A radiant smile graced Cecile’s lovely face. “Thanks. As it turns out, I’m not the only one who’s engaged.”


The New Orleans woman nodded at her attorney. “Cole is also engaged. To Olivia.”

The news shook Jason to his core. While Marcia offered her congratulations to the visitors, the newspaper publisher stared at his girlfriend’s ex-husband in shock. Olivia McNeill . . . engaged? Jason had never considered the redhead as the marrying kind. When he finally recovered from his shock, he slowly offered his hand to Turner. “Congratulations,” he murmured.

Turner smiled. “Thanks. Olivia and I haven’t set a date, yet.”

“What about your honeymoon?” Jason said. “Have you considered the Far East? Hong Kong or Singapore?”

A long-suffering expression flashed across Turner’s face. “Actually, Olivia and I have already made our decision. Orlando.”

“Huh?” Jason blinked. “As in Central Florida?”

Turner sighed and continued, “As in Walt Disney World.”

Marcia cooed with delight. “That sounds marvelous! My younger brother and his wife had spent their honeymoon there. They stayed at the Boardwalk Resort.”

“Olivia is considering the Grand Floridian Hotel.”

Jason turned to Cecile. “Are you considering Walt Disney World, also?”

Cecile shook her head. “Oh no. Andre and I are going to Bermuda.”

“Lucky Andre,” Jason overheard Turner mumble.

While Cecile and Turner continued to discuss their separate wedding plans with Marcia, Jason’s thoughts returned to his former girlfriend. During the three months they had dated, Olivia had never shown any inclination for a deeper relationship. Or any kind of emotional attachment, for that matter. Jason had always felt that she kept him at arms’ length. He shot one last glance at the dark-haired attorney, and wondered what the latter had possessed to snare the extroverted, yet very elusive Olivia McNeill. One last thought came to him. He wondered if Phoebe knew about the engagement.


Sean McNeill greeted his American cousin with his usual bear hug. “Jack! Bloody hell! Look at you, man! Just as healthy as ever. How are Gwennie and the kids? And your ma?”

Jack returned his younger cousin’s greeting with a smile. Sean had inherited the McNeill family’s looks – dark-brown hair, blue-gray eyes and a tall figure. Only his features were not as sharp as Jack’s. Also, Sean stood at least two inches shorter. “The family is doing fine,” Jack replied. “We, uh . . . we’re about to welcome a new member into the family, as a matter of fact.”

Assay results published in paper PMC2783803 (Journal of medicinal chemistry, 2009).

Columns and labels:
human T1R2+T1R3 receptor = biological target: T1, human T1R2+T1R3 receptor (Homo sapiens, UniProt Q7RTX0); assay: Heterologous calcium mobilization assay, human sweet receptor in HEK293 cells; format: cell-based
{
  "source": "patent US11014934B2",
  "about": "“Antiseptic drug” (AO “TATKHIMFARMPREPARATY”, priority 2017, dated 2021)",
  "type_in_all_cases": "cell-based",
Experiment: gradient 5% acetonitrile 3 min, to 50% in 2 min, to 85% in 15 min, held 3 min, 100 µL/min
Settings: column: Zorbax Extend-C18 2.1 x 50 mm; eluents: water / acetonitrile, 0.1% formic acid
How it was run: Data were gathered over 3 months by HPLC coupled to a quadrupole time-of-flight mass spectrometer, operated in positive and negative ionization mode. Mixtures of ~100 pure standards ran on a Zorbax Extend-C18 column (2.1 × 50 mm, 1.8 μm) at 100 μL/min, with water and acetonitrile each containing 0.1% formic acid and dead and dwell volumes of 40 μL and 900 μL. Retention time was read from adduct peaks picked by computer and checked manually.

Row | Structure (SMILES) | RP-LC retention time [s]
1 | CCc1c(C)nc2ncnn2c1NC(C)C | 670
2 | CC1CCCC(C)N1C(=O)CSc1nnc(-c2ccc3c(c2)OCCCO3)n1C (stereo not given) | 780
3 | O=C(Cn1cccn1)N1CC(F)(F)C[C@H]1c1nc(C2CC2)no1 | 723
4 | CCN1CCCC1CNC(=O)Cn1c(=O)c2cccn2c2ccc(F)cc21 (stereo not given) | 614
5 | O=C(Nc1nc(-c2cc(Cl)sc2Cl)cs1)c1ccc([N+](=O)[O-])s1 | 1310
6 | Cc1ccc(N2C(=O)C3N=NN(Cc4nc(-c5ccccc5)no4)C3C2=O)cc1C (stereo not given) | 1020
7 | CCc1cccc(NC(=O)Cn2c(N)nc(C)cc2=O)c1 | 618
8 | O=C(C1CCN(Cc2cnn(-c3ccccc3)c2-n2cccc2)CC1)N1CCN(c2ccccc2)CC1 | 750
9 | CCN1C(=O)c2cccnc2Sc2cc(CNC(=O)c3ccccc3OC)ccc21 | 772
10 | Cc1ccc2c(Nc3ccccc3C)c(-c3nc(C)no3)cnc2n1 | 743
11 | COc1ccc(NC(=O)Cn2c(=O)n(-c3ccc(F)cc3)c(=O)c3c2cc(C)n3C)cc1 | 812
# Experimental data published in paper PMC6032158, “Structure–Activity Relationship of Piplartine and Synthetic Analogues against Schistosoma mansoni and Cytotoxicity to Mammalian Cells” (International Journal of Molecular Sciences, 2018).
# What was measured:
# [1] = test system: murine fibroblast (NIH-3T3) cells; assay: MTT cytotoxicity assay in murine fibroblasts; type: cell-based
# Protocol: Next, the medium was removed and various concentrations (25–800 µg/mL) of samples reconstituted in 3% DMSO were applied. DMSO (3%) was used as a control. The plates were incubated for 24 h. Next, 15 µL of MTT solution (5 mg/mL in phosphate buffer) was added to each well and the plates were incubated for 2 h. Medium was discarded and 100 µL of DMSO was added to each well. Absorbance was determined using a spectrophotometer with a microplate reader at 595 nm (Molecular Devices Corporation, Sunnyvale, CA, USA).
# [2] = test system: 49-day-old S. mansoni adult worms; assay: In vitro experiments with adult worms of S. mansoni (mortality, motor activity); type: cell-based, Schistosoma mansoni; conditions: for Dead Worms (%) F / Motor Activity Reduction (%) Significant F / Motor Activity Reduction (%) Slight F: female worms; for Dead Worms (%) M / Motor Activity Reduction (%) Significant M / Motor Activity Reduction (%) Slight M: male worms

One of Sean’s brows rose questioningly. “Oh? So, Barbara and Bruce are expecting a baby, already?”

“Not quite.” Jack lifted one of Sean’s traveling bags with one hand and guided the other man toward the airport terminal’s exit with the other. Outside, they found Davies standing by the family’s limousine. After Sean’s bags were loaded into the trunk, the three men climbed into the limo . . . and Davies guided it back toward the city’s limits.

Jack turned to his cousin. “So, what exactly is the big news that had surprised the hell out of Belinda?”

“You first,” Sean said. “Who’s the new member of the family?”

“Going to be,” Jack corrected. “Olivia is engaged.”

Sean’s brows knitted into a frown. “Engaged? To . . . To that daemon fella? Belthazor? The one I had met in Scotland, last summer?”

As he mentally prepared himself to come to Cole’s defense, Jack warily replied, “That’s right. Belthazor. Apparently, Cole had asked Livy to marry her, Sunday night. Now, I realize this might come as a shock to you . . .”

To Jack’s surprise, Sean threw back his head and broke into laughter. “Bloody hell! I can’t believe it! It’s just too . . . oh, I don’t know . . . ironic.”

Ironic? Jack frowned. “Huh? What the hell are you getting at?”

A smirk appeared on Sean’s lips. “Oh, it’s nothing, mate. Well . . . actually, you’ll find out, tonight.” The smirk remained fixed upon his lips, as the limousine continued its journey back into the city.


The bell above Ostera’s front door rang, as the two Charmed Ones entered the shop. The younger sister strode toward the young woman who stood behind the front counter. “Hey Maddy,” Paige greeted. “Has Barbara arrived yet?” Paige referred to the shop’s owner, Barbara McNeill, who has yet to arrive for the day.